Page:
The entire Frontier team consisted of five students, Kaiser, Christian Trujillo, Tom King, Kris Kasper, and Sam Foster. Their team leaders were Frontier staff, Deb and Steve Roderick. Both Kaiser and Trujillo worked with children during Sunday school and Children's church during the Crusades that allowed the adults to focus on the messages and testimonies.
"We also worked with a group from Rocky Mountain Bible Church, as well, so in total there were about 19 of us (although we did not always work with them)," Kaiser stated. "The team was also a part of the hut-to-hut evangelism during the week, and also had the responsibilities of sharing their testimony during the crusades and school ministry, as well. In addition, many of the men who went on the trip were responsible for doing a sermon during church and/or leading adult Sunday school, also."
Kaiser says there were some unforgettable experiences from her time in Uganda. "One of my best memories would have to be when the Frontier team went to a children’s home land dedication, and we were playing with a whole bunch of kids outside of the church. There were the kids who were going to live in the children’s home but there were also a whole bunch of kids from the surrounding area who came to see the 'mzungus' (white people). I had kids climbing all over me, hugging me, touching my skin and my hair, pinching my cheeks and saying “so pretty” over and over again. Many of the kids did not speak English so I wasn’t sure if trying to share the Gospel with them would go well without a translator, but when they wanted to hear me sing, I taught them Jesus Loves Me. I pray that they do remember that Jesus does indeed love them and that they would come to know Him one day."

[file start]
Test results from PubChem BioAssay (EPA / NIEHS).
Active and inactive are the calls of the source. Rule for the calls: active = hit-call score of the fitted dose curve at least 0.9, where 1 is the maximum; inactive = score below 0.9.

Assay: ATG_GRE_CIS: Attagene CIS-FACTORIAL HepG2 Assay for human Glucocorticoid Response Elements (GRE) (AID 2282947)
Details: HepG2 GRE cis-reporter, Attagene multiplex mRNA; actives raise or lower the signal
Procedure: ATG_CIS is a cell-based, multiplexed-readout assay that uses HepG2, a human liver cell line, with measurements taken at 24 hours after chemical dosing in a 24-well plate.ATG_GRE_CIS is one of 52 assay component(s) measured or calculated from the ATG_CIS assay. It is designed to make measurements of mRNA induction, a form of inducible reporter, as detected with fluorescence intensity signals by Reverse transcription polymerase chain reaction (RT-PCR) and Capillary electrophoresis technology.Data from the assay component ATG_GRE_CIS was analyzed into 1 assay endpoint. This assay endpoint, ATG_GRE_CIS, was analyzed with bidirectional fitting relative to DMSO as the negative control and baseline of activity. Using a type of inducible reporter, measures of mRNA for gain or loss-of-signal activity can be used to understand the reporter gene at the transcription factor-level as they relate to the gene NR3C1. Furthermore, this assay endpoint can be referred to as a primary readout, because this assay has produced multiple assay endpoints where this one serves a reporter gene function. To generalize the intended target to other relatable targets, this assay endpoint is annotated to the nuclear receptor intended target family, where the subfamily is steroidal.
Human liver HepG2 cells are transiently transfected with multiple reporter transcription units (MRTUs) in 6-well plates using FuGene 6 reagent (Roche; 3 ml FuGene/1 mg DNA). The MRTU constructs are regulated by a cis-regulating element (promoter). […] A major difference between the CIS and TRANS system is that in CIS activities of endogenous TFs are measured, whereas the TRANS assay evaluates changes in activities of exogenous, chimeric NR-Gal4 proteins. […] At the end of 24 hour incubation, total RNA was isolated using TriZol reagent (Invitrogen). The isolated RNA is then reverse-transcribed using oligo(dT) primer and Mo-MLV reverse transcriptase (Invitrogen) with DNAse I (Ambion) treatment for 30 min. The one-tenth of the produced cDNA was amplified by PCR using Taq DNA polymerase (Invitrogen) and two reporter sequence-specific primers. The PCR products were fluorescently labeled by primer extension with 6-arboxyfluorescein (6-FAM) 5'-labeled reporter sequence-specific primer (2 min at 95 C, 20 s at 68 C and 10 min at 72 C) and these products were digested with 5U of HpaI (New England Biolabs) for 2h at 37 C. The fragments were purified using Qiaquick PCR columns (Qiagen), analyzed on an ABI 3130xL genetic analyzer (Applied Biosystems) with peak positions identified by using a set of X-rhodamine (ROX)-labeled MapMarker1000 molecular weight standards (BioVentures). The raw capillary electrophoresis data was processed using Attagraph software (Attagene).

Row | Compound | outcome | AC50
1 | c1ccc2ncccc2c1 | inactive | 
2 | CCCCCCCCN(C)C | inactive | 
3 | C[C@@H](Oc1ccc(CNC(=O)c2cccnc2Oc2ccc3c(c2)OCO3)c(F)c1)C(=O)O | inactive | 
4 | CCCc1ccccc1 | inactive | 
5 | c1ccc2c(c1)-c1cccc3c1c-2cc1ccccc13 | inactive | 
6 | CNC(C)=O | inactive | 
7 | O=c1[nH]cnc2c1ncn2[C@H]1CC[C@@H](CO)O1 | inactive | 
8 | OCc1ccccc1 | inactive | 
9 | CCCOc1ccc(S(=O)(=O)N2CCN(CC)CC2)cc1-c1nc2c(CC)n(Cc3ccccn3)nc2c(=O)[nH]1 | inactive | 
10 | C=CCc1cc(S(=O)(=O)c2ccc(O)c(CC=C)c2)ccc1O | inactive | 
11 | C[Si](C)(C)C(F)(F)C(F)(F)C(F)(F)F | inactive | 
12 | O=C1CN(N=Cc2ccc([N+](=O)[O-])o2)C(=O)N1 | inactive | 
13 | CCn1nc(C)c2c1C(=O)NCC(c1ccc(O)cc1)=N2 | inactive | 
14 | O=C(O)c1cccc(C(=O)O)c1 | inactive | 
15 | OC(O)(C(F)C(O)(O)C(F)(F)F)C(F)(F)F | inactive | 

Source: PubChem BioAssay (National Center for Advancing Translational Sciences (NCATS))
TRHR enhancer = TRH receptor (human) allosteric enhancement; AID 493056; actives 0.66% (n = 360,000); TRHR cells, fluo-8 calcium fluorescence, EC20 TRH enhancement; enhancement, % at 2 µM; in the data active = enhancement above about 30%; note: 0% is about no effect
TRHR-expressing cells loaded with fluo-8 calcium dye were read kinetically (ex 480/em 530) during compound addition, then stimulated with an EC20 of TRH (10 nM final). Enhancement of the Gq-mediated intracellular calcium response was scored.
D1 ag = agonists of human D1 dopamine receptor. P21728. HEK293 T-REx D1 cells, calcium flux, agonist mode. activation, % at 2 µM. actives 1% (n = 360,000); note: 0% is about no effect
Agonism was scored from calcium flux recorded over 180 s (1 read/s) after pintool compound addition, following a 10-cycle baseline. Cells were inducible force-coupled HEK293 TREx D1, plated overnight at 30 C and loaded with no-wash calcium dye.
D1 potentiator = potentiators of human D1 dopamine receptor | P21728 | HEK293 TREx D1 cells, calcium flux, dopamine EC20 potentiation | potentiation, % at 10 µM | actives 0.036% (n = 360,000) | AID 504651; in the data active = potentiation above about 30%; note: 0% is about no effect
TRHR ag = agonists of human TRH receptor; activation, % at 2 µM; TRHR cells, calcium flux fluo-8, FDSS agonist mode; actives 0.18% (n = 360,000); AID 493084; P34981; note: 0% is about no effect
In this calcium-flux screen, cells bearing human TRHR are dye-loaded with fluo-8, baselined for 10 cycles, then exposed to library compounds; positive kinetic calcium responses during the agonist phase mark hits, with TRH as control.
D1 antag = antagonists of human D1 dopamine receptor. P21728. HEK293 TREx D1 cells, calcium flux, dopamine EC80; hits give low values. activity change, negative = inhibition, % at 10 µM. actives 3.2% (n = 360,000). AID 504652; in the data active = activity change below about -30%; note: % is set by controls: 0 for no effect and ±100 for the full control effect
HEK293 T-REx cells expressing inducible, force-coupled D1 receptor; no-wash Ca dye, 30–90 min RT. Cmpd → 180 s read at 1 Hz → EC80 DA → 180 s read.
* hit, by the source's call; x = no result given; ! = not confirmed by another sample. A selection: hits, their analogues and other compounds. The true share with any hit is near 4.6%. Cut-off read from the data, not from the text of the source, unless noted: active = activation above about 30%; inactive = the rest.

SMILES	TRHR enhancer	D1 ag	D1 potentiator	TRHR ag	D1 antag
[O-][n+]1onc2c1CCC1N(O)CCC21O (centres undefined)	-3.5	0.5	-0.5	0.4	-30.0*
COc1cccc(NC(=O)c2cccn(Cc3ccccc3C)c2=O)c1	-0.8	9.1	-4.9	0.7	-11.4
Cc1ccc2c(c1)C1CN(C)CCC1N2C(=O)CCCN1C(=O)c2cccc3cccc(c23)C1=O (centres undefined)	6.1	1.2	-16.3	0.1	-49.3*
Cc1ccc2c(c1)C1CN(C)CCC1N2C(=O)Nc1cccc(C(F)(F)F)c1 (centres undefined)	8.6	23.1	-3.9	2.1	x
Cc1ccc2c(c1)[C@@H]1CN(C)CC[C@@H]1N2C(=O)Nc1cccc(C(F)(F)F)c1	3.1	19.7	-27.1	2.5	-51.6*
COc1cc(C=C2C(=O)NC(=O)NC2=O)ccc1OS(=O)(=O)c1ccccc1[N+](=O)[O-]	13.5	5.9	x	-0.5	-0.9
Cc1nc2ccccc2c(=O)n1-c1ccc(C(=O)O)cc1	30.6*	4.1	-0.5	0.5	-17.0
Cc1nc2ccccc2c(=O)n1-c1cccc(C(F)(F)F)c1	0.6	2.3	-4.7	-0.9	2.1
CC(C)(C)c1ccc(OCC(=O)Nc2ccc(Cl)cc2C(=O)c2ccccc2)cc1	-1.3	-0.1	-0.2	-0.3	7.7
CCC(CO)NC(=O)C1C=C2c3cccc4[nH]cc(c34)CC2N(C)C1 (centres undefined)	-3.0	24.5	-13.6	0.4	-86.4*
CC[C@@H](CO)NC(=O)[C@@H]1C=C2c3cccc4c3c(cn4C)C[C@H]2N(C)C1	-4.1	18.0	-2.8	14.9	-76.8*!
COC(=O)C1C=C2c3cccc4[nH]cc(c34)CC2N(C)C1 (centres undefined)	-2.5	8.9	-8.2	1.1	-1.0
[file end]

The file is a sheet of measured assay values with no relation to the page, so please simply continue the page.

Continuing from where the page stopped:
In closing, Kaiser says, "Something that God taught me during my time there was actually after we did our second day of hut to hut evangelism. It was a Muslim holiday and while I was talking to a woman and sharing the gospel with her in front of her hut, some Muslim girls walked over and began listening to what I had to say. I shared the gospel with them and talked some with them but I quickly grew discouraged and frustrated with myself for not knowing how to tell them that what they believed was not true and that Jesus is the only way to heaven. Later on in the day, though, I realized that I was putting the responsibility of changing those girls hearts on myself when I don’t have the power to do that. Only God has the power to change hearts. My job is simply to be the messenger and take the Gospel where it needs to go. I also realized that that can be applied here at home in the United States, as well. We often are afraid to share the Gospel with our friends, family or neighbors because we’re afraid of what they might think of US or how they might react to US. But when we take the focus off of ourselves and focus on the fact that our job is to share the Gospel and God is the one who changes hearts, it gets a lot more simple."